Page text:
Six Days Seven Nights

The 1998 film Six Days, Seven Nights stars Harrison Ford, Anne Heche and David Schwimmer and was directed by Ivan Reitman.

Principal photography for the film was done over a ten week period in 1997 on the island of Kauai with significant positive impact on the island's economy, to the tune of an estimated 11.2 million dollars.

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A Time Tested Narrative

Kalalau Valley as seen from the Pu`u o K
Photo by John Fischer

Six Days, Seven Nights is another in the long series of Hollywood films in which two seemingly opposite types of people find themselves cast adrift in a remote area, only to find love and happiness.

It is an old Hollywood formula seen best in The African Queen starring Humphrey Bogart and Katherine Hepburn. The formula, however, continues to reappear because, for the most part, it works.

There are those that will argue that Harrison Ford is no Bogart and Anne Heche is no Hepburn, so in many ways a comparison of this film to its most famous predecessors is unfair. Six Days, Seven Nights is a good film, not a great film, but one that makes for a pleasant summer's day diversion. For those who enjoy Hawaii on film, it is a virtual feast for the eyes.

The Plot

The plot of Six Days, Seven Nights is fairly well known. There are no surprises here. Harrison Ford, in a more relaxed role than those of recent years, plays Quinn Harris, a grumpy yet endearing pilot hired by New York magazine editor Robin Monroe (Anne Heche) to transport her and her fiancée, Frank Martin, played by David Schwimmer of Friends fame, to a remote South Pacific island for a week of romance and fun.

Shortly after their arrival, Robin receives a call from her boss, Marjorie, played by Allison Janney, asking that she fly to Tahiti to oversee a photo shoot arranged on a last-minute basis. Agreeing to do so, she again hires Quinn to fly here. While on route they encounter a severe storm and are forced to crash land on an uninhabited island where the big adventure begins.

On the island they encounter animals, reptiles, insects, and even modern-day pirates. For fans of the Indiana Jones' movies, there is a very amusing scene where Quinn is faced with the dilemma of actually having to handle a snake. (We all recall how much Indiana Jones hated snakes.) As they spend their evenings together under the beautiful stars of the South Pacific and their days hiking or running across the lush island terrain, a close relationship develops between Quinn and Robin.

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Harrison Ford and Ann Heche

Photo by John Fischer, licensed to

Harrison Ford as Quinn Harris

Once again Harrison Ford plays that type of man who any woman would find hard to resist. Quinn Harris is like a intelligent Han Solo with an Indiana Jones' sprit and the allure of the post-shooting Henry Turner in Regarding Henry. It is role well suited for Ford and a pleasant change of pace from his more serious roles of recent years.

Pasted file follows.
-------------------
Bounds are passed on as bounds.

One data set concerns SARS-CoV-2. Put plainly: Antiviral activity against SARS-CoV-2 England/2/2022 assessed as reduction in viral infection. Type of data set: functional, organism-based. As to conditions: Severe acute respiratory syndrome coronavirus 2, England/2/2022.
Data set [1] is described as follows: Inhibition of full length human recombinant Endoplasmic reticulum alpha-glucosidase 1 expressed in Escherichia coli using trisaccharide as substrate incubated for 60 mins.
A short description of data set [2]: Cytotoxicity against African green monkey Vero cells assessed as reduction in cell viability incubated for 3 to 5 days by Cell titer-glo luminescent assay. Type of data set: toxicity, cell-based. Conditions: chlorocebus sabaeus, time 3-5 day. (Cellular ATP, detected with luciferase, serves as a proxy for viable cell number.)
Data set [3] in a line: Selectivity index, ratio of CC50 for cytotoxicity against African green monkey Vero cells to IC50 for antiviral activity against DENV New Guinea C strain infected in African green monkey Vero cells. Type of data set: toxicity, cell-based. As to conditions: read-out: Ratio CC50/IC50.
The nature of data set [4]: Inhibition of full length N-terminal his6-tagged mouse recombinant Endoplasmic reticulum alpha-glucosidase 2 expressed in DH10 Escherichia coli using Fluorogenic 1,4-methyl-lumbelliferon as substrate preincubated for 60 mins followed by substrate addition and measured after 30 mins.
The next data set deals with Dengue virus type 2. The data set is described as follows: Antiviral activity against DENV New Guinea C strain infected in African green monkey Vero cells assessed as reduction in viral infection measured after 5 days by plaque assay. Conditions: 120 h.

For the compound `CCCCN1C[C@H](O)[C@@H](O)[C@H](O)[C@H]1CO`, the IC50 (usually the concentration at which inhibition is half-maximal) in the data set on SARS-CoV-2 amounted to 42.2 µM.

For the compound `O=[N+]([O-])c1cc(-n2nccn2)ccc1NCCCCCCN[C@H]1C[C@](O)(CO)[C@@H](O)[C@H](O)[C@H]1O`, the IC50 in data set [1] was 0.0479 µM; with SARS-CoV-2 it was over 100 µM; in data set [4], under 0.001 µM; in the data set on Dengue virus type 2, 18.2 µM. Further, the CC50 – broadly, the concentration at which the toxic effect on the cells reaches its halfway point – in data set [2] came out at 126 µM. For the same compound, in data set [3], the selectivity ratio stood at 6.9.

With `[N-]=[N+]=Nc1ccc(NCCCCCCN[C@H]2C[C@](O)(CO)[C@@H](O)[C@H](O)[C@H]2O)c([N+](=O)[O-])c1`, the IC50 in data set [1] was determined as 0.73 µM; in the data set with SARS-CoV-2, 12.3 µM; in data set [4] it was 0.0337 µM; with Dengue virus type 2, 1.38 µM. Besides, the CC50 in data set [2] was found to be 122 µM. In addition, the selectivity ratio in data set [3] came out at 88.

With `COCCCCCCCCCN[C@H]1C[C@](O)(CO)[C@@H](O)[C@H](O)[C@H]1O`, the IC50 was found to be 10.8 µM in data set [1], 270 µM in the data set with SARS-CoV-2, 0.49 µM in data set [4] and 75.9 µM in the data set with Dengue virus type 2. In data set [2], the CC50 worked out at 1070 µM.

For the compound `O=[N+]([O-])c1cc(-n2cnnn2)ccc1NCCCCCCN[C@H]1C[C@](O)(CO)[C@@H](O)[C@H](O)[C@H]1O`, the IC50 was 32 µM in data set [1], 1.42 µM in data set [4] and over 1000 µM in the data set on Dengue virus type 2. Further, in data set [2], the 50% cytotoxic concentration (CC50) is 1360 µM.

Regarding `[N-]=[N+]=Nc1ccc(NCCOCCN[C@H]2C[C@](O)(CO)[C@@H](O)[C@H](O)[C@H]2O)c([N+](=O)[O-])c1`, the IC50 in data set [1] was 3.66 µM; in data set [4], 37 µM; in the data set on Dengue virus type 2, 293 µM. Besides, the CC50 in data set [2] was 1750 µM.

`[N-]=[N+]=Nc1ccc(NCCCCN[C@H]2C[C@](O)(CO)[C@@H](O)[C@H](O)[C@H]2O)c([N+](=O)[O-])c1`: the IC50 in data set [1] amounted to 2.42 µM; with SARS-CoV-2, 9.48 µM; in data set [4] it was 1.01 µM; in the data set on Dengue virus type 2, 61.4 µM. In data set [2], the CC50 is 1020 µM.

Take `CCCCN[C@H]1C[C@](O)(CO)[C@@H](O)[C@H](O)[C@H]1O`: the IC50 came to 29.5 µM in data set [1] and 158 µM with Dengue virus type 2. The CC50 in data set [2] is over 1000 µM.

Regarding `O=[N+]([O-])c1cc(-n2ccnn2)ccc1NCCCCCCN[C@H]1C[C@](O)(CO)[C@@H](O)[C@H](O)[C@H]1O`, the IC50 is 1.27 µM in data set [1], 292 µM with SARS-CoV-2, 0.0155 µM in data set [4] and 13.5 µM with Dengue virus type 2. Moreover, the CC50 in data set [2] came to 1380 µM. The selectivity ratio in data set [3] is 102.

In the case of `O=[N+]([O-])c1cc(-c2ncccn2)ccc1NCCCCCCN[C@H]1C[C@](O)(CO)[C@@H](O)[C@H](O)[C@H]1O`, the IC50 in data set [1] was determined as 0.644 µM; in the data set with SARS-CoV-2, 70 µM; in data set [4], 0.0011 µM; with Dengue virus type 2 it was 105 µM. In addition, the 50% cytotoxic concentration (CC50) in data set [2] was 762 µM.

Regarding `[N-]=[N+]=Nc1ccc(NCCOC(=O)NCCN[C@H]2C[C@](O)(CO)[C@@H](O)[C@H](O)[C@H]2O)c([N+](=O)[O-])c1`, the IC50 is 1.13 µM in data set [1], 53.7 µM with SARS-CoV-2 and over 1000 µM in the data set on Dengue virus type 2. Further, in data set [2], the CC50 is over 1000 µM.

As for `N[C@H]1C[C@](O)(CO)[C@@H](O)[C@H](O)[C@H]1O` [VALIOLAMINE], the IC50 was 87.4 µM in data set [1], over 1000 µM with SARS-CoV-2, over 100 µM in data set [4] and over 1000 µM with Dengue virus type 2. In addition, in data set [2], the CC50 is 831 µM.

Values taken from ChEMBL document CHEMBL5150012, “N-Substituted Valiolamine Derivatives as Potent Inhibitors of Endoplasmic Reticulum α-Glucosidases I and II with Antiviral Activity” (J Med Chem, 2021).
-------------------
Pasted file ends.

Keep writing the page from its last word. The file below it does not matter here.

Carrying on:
Ann Heche as Robin Moore

Ann Heche, despite all of the pre-release publicity and questions of how an audience would accept her in a lead heterosexual role, does an overall good job as the female lead here.

As in her previous films she shows that she can star opposite the big stars like Demi Moore (The Juror), Tommy Lee Jones (Volcano) and Robert De Niro (Wag the Dog), and do so quite convincingly.

Physically, however, Heche's very thin physique made it hard to accept that her character was actually able to do some of the things portrayed in the film.

David Schwimmer as Frank Martin

The sub-plot involving Robin's fiancee, Frank Martin, played by David Schwimmer and his involvement with Quinn's girlfriend, Angelica, played by Jacqueline Obradors is the weakest element of the story here.

It seems in many ways only to exist to set up a final scene in the movie at the airport between Frank and Robin. If the intent of the sub-plot was to provide more comic relief from the scenes of the island with Quinn and Robin, I for one would have preferred more of the island adventure.

Romantic-Comedy or Adventure Film?

Six Days, Seven Nights seems a bit unsure of whether it wants to be a romantic-comedy or an adventure film. Ford has been quoted as saying that he wished that more of the flight scenes and island scenes had been retained in the final cut.

This writer would have preferred that also. The most amusing moments of this film arise between Quinn and Robin when they are faced with dealing with the forces of nature and man that they encounter in the air and on the island. These scenes are far better than the more stiff and forced scenes back at the resort between Frank and Angelica.

The Biggest Star of the Film

A biggest star of this film, however, is the island of Kauai itself.

Filmed on location on The Garden Isle, the cinematography is fantastic, with beautiful shots of the Na Pali Coastline, the Waimea Canyon, the Wailua River Valley and many other places.

At every turn, those of us who appreciate the beauty of Hawaii will find ourselves whispering to our movie companion, "look there's Lihue airport", or "that's the Waimea Canyon". It was not surprising to see this film bring some much needed tourist dollars back to Kauai which was still suffering from the loss of tourism after Hurricane Iniki ripped through the island in 1992.

This review was written in June 1998 shortly after the film's premier.

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